“An important distinction in these policies is between those that foreground the retention policy and do almost nothing other than it, and those that use the retention policy, if at all, as one part of a much broader strategy to drive teacher practice,” said West.
The message resonates with Hiller Spires, a professor emerita of literacy and technology at North Carolina State’s College of Education. Spires is also a former executive director of the university’s Friday Institute, which analyzed the state’s 3rd grade retention policy in 2018. The resulting report found that it had no effect on student achievement.
When the retention policy was first implemented, though, there wasn’t as much emphasis on differentiated intervention, Spires said. She hypothesized that this could be part of the reason why the policy wasn’t effective.
“If you just keep a kid back, and there are no customized supports, whatever happened that didn’t make a kid successful is going to happen again,” Spires said.
North Carolina’s new reading law, passed in 2021, requires districts to adopt more detailed intervention plans for struggling students. This, along with state-provided training for teachers and reading specialists in each district could make retention more effective, Spires said.
“I would be optimistic, but at the same time, I don’t think that retention is the answer,” she said, citing the possibility of unintended consequences like emotional difficulties and low self-esteem.
Anticipating ‘unintended consequences’
In the end, it’s hard to pull apart the factors that led to improved achievement. Take the 2019 study, where English learners in Florida saw big gains after 3rd grade retention. Those retained students received at least 90 minutes of daily, targeted reading instruction from high-performing teachers.
“The question that this study raises for me is, was it being held back, or was it the targeted reading intervention?” asked Socol of EdTrust.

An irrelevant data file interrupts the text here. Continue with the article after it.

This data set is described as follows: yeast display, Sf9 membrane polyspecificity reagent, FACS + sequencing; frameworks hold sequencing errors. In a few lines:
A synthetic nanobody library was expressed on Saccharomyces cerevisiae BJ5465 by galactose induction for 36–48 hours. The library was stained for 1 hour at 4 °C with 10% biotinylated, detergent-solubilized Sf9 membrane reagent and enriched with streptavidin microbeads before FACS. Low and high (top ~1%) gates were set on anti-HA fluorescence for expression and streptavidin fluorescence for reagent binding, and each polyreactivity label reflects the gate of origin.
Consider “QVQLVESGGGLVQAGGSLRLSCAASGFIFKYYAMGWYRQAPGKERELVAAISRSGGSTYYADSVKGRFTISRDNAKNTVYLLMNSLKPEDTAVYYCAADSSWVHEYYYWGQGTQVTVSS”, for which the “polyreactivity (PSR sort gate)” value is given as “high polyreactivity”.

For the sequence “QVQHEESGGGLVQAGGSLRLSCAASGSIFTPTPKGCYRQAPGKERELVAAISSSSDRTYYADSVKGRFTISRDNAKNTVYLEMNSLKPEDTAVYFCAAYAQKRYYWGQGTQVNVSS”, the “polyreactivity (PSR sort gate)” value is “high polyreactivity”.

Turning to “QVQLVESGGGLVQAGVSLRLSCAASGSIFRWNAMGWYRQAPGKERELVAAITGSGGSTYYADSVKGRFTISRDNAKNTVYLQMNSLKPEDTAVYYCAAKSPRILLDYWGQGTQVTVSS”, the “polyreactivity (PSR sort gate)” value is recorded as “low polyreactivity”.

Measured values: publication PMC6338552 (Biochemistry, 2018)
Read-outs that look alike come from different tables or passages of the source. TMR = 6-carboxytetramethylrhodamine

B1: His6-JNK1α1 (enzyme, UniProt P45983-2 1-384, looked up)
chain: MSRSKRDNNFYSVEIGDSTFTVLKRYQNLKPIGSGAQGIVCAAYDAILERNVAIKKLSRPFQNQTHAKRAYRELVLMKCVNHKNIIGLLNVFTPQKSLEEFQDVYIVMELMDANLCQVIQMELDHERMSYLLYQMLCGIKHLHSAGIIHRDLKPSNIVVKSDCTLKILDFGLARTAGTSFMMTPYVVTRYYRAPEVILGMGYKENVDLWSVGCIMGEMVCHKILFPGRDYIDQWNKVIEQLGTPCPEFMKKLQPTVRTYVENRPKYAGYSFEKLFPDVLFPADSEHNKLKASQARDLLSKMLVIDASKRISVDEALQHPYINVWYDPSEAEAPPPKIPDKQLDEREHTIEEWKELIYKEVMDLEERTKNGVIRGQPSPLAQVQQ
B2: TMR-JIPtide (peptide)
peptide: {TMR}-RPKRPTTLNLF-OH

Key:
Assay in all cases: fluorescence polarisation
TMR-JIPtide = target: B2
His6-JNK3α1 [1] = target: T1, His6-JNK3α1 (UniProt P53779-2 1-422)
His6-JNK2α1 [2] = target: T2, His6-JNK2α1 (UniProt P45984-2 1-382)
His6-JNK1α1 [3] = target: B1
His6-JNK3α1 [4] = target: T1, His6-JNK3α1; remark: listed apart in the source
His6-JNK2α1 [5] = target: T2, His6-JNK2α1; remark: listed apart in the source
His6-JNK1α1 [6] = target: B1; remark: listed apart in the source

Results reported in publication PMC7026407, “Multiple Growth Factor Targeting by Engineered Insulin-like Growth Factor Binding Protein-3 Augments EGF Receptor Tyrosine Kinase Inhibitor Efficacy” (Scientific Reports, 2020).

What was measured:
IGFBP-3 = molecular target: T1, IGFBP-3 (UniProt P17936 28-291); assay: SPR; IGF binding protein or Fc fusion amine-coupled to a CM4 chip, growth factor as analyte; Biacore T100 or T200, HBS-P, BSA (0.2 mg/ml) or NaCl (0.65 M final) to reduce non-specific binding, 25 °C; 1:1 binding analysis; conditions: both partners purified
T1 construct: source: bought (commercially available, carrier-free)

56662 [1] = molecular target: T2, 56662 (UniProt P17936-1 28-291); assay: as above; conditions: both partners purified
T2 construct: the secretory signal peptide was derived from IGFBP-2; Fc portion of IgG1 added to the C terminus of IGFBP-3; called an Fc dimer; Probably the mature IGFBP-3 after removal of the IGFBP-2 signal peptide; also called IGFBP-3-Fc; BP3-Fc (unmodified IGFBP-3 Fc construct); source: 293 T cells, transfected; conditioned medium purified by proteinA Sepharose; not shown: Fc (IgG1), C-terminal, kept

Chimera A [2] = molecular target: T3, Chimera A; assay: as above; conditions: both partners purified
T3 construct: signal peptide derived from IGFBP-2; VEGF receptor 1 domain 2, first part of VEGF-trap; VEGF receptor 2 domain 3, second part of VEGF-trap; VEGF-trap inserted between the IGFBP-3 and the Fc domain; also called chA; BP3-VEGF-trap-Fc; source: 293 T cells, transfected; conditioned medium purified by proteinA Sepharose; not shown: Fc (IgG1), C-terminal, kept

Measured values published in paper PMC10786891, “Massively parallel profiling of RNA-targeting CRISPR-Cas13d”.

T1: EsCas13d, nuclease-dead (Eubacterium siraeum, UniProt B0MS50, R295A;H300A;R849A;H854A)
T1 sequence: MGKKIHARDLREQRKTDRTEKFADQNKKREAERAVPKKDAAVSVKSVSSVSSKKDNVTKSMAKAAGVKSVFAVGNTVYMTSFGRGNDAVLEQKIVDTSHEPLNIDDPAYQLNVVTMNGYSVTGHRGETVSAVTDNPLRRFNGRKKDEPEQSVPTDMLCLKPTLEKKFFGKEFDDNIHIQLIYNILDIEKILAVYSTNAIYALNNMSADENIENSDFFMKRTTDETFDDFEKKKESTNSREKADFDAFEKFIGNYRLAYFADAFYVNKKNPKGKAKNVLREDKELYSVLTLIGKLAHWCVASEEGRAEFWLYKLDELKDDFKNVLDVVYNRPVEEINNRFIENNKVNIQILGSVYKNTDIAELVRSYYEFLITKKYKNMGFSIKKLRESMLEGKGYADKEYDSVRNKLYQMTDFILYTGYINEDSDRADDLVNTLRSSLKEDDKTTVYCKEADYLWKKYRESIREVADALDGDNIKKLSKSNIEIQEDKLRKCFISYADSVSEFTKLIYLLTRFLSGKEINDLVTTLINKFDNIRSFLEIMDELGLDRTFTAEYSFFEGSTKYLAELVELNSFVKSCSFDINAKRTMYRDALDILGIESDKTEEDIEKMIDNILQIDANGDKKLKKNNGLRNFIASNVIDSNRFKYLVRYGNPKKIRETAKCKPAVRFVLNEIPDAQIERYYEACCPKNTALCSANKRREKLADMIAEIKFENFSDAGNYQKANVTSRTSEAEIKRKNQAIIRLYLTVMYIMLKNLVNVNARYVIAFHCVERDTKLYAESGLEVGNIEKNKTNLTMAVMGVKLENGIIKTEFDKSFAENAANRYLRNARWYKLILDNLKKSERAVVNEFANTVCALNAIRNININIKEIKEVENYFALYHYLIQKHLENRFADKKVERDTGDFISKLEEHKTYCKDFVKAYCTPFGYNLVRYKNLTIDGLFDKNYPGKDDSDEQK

Schools can start interventions while still promoting students to the next grade, and “there’s now a lot of funding for those kinds of programs,” she said, referencing federal COVID relief money.
Some states have taken on new initiatives designed at doing just this. In Delaware, for example, the state department of education is using ESSER funds to offer training to secondary reading teachers designed to help them provide “equitable” instruction to older students who have gaps in their foundational reading skills.
But taking this approach ignores an important benefit of retention policies, Burk argued: The policies telegraph to all educators in the school system that they play a role in meeting this accountability measure. “I know that if I don’t do my part, then this student may not be promoted to 4th grade,” Burk said.
This idea emerged in conversations with educators in Florida, too, West said. “The main role that the policy played in Florida was that early literacy is something we’re taking seriously.”
Some other studies, including from Florida, have shown that places with test-based promotion policies see improvements in student scores within the 3rd grade year—a finding that researchers argue shows that the existence of the policy acts as a motivator for teachers and school leaders.
Even so, Socol said, “sometimes policies, even with well-intentioned goals, have unintended consequences.” State leaders may say they don’t want large numbers of children to be held back, but is that happening anyway?
Most states allow students to be exempted from the retention policy for certain reasons—for example, they’re an English learner with only a couple of years of English instruction, they’ve already been retained before, or parents and the school decide together that retention isn’t appropriate. Nationally, the percentage of students retained has fallen from 2000 to 2016.
It’s possible that numbers plummeted further during the pandemic. In Detroit, for example, almost a quarter of students scored low enough on the 3rd grade reading exam to be retained last school year under Michigan’s law, but the vast majority moved on to the 4th grade. Detroit Superintendent Nikolai Vitti told Chalkbeat in September that the district didn’t think a single test score should determine whether students were promoted.
Still, some students do get held back. In Mississippi, for example, about 10 percent of 3rd graders were retained in the 2018-19 school year. In spring 2022, about three quarters of students passed the 3rd grade reading test on the first try; students have up to two tries to retake the reading assessment if they initially fail.
Other states have implemented tiered options. In North Carolina, for example, students who are “retained” may repeat 3rd grade, but they can also attend a 3rd/4th transitional class the next year, or simply move to 4th grade, with a “reading retained” label—a designation that gives them extra intervention support.
“I just don’t think that you have to do [retention or promotion],” said Spires. “It can be more customized; you can have different models that are more responsive to different students.”
A version of this article appeared in the November 23, 2022 edition of Education Week as Third Grade Reading Retention Is Back. Should It Be?